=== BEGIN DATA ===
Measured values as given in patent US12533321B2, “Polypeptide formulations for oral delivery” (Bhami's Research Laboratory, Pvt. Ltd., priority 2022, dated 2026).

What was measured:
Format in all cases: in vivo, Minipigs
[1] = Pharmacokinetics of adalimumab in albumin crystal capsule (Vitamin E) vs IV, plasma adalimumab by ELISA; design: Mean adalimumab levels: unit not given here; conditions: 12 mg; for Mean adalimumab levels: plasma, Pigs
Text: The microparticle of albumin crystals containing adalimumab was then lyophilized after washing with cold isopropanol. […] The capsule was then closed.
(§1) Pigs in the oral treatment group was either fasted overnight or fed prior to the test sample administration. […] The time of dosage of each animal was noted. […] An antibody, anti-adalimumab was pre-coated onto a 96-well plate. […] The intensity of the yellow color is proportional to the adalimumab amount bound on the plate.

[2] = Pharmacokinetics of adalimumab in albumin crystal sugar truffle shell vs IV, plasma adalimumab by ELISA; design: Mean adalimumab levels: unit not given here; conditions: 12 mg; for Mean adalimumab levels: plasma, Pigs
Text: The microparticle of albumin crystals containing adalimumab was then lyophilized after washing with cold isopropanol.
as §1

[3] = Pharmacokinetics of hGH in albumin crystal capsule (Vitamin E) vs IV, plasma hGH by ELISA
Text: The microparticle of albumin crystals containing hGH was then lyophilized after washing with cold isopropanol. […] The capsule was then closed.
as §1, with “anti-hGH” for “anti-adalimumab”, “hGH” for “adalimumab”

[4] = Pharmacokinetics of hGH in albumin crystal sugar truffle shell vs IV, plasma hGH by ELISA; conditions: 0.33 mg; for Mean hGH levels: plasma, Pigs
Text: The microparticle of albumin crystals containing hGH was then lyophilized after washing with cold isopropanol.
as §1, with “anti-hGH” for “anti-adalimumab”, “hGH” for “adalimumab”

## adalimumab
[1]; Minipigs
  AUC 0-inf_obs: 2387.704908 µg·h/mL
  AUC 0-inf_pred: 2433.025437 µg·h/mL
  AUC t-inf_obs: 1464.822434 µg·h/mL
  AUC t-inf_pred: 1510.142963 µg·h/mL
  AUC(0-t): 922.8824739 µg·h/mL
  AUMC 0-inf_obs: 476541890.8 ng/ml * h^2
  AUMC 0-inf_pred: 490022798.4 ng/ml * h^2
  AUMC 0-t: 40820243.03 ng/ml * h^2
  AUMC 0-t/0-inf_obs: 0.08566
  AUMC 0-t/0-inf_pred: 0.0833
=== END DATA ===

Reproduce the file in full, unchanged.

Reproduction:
Measured values as given in patent US12533321B2, “Polypeptide formulations for oral delivery” (Bhami's Research Laboratory, Pvt. Ltd., priority 2022, dated 2026).

What was measured:
Format in all cases: in vivo, Minipigs
[1] = Pharmacokinetics of adalimumab in albumin crystal capsule (Vitamin E) vs IV, plasma adalimumab by ELISA; design: Mean adalimumab levels: unit not given here; conditions: 12 mg; for Mean adalimumab levels: plasma, Pigs
Text: The microparticle of albumin crystals containing adalimumab was then lyophilized after washing with cold isopropanol. […] The capsule was then closed.
(§1) Pigs in the oral treatment group was either fasted overnight or fed prior to the test sample administration. […] The time of dosage of each animal was noted. […] An antibody, anti-adalimumab was pre-coated onto a 96-well plate. […] The intensity of the yellow color is proportional to the adalimumab amount bound on the plate.

[2] = Pharmacokinetics of adalimumab in albumin crystal sugar truffle shell vs IV, plasma adalimumab by ELISA; design: Mean adalimumab levels: unit not given here; conditions: 12 mg; for Mean adalimumab levels: plasma, Pigs
Text: The microparticle of albumin crystals containing adalimumab was then lyophilized after washing with cold isopropanol.
as §1

[3] = Pharmacokinetics of hGH in albumin crystal capsule (Vitamin E) vs IV, plasma hGH by ELISA
Text: The microparticle of albumin crystals containing hGH was then lyophilized after washing with cold isopropanol. […] The capsule was then closed.
as §1, with “anti-hGH” for “anti-adalimumab”, “hGH” for “adalimumab”

[4] = Pharmacokinetics of hGH in albumin crystal sugar truffle shell vs IV, plasma hGH by ELISA; conditions: 0.33 mg; for Mean hGH levels: plasma, Pigs
Text: The microparticle of albumin crystals containing hGH was then lyophilized after washing with cold isopropanol.
as §1, with “anti-hGH” for “anti-adalimumab”, “hGH” for “adalimumab”

## adalimumab
[1]; Minipigs
  AUC 0-inf_obs: 2387.704908 µg·h/mL
  AUC 0-inf_pred: 2433.025437 µg·h/mL
  AUC t-inf_obs: 1464.822434 µg·h/mL
  AUC t-inf_pred: 1510.142963 µg·h/mL
  AUC(0-t): 922.8824739 µg·h/mL
  AUMC 0-inf_obs: 476541890.8 ng/ml * h^2
  AUMC 0-inf_pred: 490022798.4 ng/ml * h^2
  AUMC 0-t: 40820243.03 ng/ml * h^2
  AUMC 0-t/0-inf_obs: 0.08566
  AUMC 0-t/0-inf_pred: 0.0833